3.7. Relative Abundance of Genera

In this study 288 taxonomic genera have been founded and the most representative of them (with a relative abundance ≥1%) are presented in Figure 8. The most representative genera are Acidobacterium (8.49%) followed by Bacillus (8.19%), Nitrospira (7.93%), Rhodoplanes (6.54%), Bradyrhizobium (4.39%), Skermanella (2.85%), Microvirga (2.63%), Sphingomonas (2.37%), Rhodobium (2.21%), Hyphomicrobium (2.10%), Pirellula (2.03%), Sphingobacterium (1.84%), Bellilinea (1.77%), Longilinea (1.26%), Steroidobacter (1.19%) and Pedomicrobium (1.01%) for MFILOU. While at SNR, Rhodoplanes (15.48%) is followed by Nitrospira (9.81%), Bradyrhizobium (7.93%), Acidobacterium (6.51%), Bacillus (5.56%), Holophaga (2.51%), Hyphomicrobium (2.30%), Skermanella (2.25%), Bellilinea (2.18%), Sphingobacterium (2.04%), Rhodobium (1.68%), Prosthecobacter (1.48%), Pirellula (1.42%), Steroidobacter (1.40%) and Pedomicrobium (1.04%). On the other hand, at ORSTOM Bacillus (25.27%) is followed by Bradyrhizobium (10.74%), Acidobacterium (7.10%), Rhodoplanes (5.30%), Terriglobus (4.39%), Pseudonocardia (3.58%), Flavisolibacter (3.36%), Prosthecobacter (3.17%), Candidatus koribacter (3.16%), Nitrospira (1.78%), Sphingobacterium (1.61%), Sphingomonas (1.56%), Steroidobacter (1.29%), Streptomyces (1.23%), Edaphobacter (1.22%), Conexibacter (1.14%) et Oxalophagus (1.01%).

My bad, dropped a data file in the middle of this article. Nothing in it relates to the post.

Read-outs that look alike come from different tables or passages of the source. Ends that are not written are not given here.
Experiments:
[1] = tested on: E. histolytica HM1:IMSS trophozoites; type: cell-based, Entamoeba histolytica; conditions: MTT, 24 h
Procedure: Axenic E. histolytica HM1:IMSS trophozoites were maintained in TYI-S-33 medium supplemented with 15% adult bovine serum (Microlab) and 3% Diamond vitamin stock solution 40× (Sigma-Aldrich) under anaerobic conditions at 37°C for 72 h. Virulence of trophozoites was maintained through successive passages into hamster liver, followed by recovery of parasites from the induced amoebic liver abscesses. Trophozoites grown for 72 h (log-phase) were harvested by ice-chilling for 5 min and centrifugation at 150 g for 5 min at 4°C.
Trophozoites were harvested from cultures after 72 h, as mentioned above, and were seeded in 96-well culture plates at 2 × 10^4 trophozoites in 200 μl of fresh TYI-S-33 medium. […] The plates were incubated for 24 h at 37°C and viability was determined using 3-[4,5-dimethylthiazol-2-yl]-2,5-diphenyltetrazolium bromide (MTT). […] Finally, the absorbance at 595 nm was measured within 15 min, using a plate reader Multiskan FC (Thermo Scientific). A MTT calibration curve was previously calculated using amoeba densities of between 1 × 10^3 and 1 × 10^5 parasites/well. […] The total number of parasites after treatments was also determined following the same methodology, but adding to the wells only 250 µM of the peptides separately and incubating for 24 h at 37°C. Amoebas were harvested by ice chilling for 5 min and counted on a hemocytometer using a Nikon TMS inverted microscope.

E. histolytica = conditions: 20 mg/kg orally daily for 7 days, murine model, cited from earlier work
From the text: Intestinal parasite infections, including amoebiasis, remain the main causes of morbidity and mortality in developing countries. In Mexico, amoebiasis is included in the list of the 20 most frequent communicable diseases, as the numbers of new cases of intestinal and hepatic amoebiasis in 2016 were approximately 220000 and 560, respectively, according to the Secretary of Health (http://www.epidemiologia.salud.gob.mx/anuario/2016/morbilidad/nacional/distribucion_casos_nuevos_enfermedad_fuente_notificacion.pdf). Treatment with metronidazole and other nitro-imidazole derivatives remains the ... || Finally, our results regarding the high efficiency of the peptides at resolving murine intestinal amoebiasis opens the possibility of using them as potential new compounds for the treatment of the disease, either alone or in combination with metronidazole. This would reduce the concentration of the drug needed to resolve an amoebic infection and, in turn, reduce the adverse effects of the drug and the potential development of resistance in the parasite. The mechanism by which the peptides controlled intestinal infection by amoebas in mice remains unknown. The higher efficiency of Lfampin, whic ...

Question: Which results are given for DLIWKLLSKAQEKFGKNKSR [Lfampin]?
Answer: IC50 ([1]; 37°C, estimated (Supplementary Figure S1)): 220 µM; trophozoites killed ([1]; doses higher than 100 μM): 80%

3.8. Relative abundance of species

The bacterial OTU are distributed in 521 species and the most abundant are reported in Figure 9. The 5 most dominant species are Chloroflexus spp. (16.09%), Acidobacterium spp. (8.49%), Nitrospira spp (7.93%), Rhodoplanes spp. (6.42%) and Bradyrhizobium spp. (4.35%) for MFILOU; Rhodoplanes spp. (15.26%), Nitrospira spp. (9.81%), Chloroflexus spp. (8.11%), Bradyrhizobium spp. (7.87%) and Acidobacterium spp. (6.51%) for SNR; Bacillus sp. (11.17%), Bradyrhizobium spp. (10.59%), Acidobacterium spp. (7.07%), Rhodoplanes spp. (5.10%) and Bacillus spp. (4.86%) for ORSTOM.

3.9. Alpha and Beta Diversity

Diversity index and richness were also calculated at genera level (Table 3). Chao-1 indicated that the genera richness were highest at MFILOU (280) than SNR (270.4) and ORSTOM (240.8). According to Shannon and Simpson indexes the diversity at MFILOU (H’=3.66, 1-D=0.942) and SNR (H’=3.61, 1-D=0.941) were similar and higher than ORSTOM (H’=3.37, 1-D=0.90). The genera equitability (J’) was similar at MFILOU (0.672) and SNR (0.673). Venn diagram (Figure 10) showed that the three soils shared 152 genera. MFILOU and ORSTOM shared 24 genera while SNR and MFILOU 35 genera. On the other hand SNR and ORSTOM shared 17 genera. The number of genera specific to MFILOU, SNR and ORSTOM was respectively 23, 11 and 24.